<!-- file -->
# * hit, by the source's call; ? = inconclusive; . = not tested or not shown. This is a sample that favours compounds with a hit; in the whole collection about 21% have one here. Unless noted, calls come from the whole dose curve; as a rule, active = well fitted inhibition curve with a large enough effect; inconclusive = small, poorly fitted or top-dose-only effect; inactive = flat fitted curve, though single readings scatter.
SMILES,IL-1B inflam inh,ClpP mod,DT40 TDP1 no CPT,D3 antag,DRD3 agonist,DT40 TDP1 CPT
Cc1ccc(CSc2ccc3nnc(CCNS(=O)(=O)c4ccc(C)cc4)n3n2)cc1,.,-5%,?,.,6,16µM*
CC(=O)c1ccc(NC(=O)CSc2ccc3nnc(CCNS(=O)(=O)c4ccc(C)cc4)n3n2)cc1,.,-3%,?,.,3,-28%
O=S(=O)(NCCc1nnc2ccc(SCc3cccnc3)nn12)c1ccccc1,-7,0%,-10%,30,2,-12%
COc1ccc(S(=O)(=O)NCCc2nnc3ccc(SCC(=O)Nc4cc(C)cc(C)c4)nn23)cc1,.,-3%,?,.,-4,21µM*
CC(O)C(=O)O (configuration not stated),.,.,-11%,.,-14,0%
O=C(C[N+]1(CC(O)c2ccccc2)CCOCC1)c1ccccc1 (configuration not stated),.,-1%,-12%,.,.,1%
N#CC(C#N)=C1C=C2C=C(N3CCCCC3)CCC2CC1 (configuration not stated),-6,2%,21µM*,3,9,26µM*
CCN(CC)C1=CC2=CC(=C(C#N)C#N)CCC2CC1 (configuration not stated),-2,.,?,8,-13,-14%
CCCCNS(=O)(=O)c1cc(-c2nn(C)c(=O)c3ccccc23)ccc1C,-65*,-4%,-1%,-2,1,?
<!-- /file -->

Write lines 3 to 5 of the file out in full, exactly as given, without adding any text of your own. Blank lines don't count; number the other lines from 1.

Cc1ccc(CSc2ccc3nnc(CCNS(=O)(=O)c4ccc(C)cc4)n3n2)cc1,.,-5%,?,.,6,16µM*
CC(=O)c1ccc(NC(=O)CSc2ccc3nnc(CCNS(=O)(=O)c4ccc(C)cc4)n3n2)cc1,.,-3%,?,.,3,-28%
O=S(=O)(NCCc1nnc2ccc(SCc3cccnc3)nn12)c1ccccc1,-7,0%,-10%,30,2,-12%